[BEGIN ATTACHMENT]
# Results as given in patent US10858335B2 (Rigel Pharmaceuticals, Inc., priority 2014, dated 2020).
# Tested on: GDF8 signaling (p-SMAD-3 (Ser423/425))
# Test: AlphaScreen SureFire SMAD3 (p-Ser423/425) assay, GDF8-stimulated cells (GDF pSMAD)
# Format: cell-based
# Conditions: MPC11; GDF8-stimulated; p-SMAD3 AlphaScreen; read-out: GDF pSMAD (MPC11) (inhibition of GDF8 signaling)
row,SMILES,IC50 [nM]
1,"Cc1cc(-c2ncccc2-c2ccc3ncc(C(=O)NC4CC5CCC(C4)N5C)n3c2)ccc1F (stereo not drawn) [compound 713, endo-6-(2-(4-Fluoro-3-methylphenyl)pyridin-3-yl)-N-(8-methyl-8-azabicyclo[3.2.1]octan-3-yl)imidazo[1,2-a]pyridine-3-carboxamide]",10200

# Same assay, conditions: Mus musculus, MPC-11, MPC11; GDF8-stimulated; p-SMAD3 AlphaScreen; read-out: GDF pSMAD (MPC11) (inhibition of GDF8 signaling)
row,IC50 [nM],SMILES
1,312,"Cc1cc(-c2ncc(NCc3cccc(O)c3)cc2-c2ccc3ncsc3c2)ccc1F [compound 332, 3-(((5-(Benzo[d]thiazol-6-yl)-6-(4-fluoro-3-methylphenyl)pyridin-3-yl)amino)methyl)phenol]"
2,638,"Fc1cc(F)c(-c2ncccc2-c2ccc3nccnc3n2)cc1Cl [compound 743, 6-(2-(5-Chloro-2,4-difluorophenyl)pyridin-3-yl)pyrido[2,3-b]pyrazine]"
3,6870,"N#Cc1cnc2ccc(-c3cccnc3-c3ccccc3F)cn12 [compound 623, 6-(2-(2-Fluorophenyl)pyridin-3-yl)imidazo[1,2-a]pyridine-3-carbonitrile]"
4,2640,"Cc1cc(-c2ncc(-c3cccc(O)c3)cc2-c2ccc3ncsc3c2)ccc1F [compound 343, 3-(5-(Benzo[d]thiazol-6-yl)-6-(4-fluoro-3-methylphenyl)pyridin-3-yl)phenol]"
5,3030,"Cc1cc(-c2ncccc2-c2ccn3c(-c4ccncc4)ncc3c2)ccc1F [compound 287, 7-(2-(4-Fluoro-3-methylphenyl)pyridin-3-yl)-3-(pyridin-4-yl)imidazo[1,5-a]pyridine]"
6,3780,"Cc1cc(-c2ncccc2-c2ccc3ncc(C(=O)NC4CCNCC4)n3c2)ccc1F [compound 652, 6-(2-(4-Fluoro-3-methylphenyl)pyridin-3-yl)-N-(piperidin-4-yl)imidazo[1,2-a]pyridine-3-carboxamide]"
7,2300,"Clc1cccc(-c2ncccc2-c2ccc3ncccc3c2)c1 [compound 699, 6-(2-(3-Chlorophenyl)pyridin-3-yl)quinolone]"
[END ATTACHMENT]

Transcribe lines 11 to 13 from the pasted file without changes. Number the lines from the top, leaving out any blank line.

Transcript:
2,638,"Fc1cc(F)c(-c2ncccc2-c2ccc3nccnc3n2)cc1Cl [compound 743, 6-(2-(5-Chloro-2,4-difluorophenyl)pyridin-3-yl)pyrido[2,3-b]pyrazine]"
3,6870,"N#Cc1cnc2ccc(-c3cccnc3-c3ccccc3F)cn12 [compound 623, 6-(2-(2-Fluorophenyl)pyridin-3-yl)imidazo[1,2-a]pyridine-3-carbonitrile]"
4,2640,"Cc1cc(-c2ncc(-c3cccc(O)c3)cc2-c2ccc3ncsc3c2)ccc1F [compound 343, 3-(5-(Benzo[d]thiazol-6-yl)-6-(4-fluoro-3-methylphenyl)pyridin-3-yl)phenol]"